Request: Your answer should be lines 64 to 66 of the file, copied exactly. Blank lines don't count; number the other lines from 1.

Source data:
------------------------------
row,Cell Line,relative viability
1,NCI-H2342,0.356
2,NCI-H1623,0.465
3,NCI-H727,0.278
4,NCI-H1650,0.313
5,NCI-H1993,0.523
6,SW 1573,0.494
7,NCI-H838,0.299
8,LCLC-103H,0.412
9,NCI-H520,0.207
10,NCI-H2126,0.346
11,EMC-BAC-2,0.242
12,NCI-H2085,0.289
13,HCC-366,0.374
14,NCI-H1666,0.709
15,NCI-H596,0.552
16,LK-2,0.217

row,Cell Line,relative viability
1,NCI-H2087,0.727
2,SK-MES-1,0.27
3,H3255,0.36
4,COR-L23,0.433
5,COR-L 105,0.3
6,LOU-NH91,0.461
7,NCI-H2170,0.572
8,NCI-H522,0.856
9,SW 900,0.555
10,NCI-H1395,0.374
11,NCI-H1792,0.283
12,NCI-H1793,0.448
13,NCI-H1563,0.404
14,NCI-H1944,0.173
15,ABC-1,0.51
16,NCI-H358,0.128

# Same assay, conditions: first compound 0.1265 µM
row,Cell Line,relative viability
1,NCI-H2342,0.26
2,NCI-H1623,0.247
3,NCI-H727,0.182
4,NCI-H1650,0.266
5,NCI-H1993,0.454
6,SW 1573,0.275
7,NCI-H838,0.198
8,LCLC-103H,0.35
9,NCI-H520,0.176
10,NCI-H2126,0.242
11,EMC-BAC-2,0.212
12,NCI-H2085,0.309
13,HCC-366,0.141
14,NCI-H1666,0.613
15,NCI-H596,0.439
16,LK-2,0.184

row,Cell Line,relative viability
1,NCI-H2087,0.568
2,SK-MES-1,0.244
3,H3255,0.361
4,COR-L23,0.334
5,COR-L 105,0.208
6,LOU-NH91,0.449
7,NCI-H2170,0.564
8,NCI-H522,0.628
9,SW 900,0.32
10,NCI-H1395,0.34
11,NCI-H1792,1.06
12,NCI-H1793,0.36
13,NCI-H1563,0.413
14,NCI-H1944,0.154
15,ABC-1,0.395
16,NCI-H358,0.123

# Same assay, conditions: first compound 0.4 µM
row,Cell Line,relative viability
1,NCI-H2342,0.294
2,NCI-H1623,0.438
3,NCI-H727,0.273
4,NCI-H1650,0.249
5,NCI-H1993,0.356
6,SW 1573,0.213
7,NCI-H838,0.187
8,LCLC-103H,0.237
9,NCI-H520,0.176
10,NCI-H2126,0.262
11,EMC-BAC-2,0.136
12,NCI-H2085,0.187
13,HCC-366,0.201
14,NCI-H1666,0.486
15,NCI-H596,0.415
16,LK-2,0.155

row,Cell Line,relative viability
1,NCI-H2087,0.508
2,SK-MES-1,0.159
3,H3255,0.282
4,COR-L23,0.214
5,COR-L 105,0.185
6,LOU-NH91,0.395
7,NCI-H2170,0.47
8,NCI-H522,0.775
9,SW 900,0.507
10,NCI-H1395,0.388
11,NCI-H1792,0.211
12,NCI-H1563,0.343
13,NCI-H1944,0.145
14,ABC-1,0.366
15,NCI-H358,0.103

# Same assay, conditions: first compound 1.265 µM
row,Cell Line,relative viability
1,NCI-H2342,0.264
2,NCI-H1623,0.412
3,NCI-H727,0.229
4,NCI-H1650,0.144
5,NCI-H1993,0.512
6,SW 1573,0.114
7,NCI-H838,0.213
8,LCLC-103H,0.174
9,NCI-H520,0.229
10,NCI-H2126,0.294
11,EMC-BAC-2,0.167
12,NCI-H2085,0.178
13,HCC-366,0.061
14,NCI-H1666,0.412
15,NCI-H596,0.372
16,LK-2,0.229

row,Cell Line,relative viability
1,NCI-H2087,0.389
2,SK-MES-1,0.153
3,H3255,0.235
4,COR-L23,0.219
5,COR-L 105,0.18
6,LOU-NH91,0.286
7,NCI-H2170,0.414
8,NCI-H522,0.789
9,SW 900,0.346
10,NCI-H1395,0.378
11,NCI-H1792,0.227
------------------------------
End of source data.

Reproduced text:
11,NCI-H1792,1.06
12,NCI-H1793,0.36
13,NCI-H1563,0.413